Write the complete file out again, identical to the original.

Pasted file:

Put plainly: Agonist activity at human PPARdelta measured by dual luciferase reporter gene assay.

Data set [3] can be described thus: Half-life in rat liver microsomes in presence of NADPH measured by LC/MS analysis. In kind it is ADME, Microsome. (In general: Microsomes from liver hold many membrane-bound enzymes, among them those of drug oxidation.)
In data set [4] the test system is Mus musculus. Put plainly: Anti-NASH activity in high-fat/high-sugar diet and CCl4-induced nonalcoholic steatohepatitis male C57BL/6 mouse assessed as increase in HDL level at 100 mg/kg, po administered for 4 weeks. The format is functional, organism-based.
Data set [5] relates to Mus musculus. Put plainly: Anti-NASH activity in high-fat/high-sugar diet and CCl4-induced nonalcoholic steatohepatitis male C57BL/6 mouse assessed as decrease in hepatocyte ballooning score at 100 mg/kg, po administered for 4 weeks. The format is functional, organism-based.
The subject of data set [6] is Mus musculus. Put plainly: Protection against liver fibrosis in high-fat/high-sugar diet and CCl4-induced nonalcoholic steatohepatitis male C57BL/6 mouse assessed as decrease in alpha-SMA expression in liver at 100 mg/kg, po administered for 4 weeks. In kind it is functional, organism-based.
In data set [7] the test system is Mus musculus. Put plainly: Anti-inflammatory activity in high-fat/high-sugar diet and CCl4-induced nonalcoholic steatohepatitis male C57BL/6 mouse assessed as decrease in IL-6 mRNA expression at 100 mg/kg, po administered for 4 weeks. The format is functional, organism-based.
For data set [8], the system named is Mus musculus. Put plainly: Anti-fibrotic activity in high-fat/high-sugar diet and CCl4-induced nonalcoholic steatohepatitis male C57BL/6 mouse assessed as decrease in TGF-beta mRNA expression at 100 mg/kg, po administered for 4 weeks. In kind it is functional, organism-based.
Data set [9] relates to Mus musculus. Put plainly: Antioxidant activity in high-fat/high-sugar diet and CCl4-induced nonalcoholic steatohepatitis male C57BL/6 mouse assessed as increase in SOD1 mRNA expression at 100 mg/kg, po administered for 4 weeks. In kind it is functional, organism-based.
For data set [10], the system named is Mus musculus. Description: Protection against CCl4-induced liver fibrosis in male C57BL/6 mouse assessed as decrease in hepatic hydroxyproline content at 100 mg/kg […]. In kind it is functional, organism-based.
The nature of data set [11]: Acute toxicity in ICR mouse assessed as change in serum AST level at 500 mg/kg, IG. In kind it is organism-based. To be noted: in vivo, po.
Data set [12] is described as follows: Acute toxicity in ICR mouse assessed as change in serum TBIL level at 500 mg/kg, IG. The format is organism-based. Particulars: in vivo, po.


Put plainly: Agonist activity at human PPARdelta measured by dual luciferase reporter gene assay.

Data set [3] can be described thus: Half-life in rat liver microsomes in presence of NADPH measured by LC/MS analysis. In kind it is ADME, Microsome. (In general: Microsomes from liver hold many membrane-bound enzymes, among them those of drug oxidation.)
In data set [4] the test system is Mus musculus. Put plainly: Anti-NASH activity in high-fat/high-sugar diet and CCl4-induced nonalcoholic steatohepatitis male C57BL/6 mouse assessed as increase in HDL level at 100 mg/kg, po administered for 4 weeks. The format is functional, organism-based.
Data set [5] relates to Mus musculus. Put plainly: Anti-NASH activity in high-fat/high-sugar diet and CCl4-induced nonalcoholic steatohepatitis male C57BL/6 mouse assessed as decrease in hepatocyte ballooning score at 100 mg/kg, po administered for 4 weeks. The format is functional, organism-based.
The subject of data set [6] is Mus musculus. Put plainly: Protection against liver fibrosis in high-fat/high-sugar diet and CCl4-induced nonalcoholic steatohepatitis male C57BL/6 mouse assessed as decrease in alpha-SMA expression in liver at 100 mg/kg, po administered for 4 weeks. In kind it is functional, organism-based.
In data set [7] the test system is Mus musculus. Put plainly: Anti-inflammatory activity in high-fat/high-sugar diet and CCl4-induced nonalcoholic steatohepatitis male C57BL/6 mouse assessed as decrease in IL-6 mRNA expression at 100 mg/kg, po administered for 4 weeks. The format is functional, organism-based.
For data set [8], the system named is Mus musculus. Put plainly: Anti-fibrotic activity in high-fat/high-sugar diet and CCl4-induced nonalcoholic steatohepatitis male C57BL/6 mouse assessed as decrease in TGF-beta mRNA expression at 100 mg/kg, po administered for 4 weeks. In kind it is functional, organism-based.
Data set [9] relates to Mus musculus. Put plainly: Antioxidant activity in high-fat/high-sugar diet and CCl4-induced nonalcoholic steatohepatitis male C57BL/6 mouse assessed as increase in SOD1 mRNA expression at 100 mg/kg, po administered for 4 weeks. In kind it is functional, organism-based.
For data set [10], the system named is Mus musculus. Description: Protection against CCl4-induced liver fibrosis in male C57BL/6 mouse assessed as decrease in hepatic hydroxyproline content at 100 mg/kg […]. In kind it is functional, organism-based.
The nature of data set [11]: Acute toxicity in ICR mouse assessed as change in serum AST level at 500 mg/kg, IG. In kind it is organism-based. To be noted: in vivo, po.
Data set [12] is described as follows: Acute toxicity in ICR mouse assessed as change in serum TBIL level at 500 mg/kg, IG. The format is organism-based. Particulars: in vivo, po.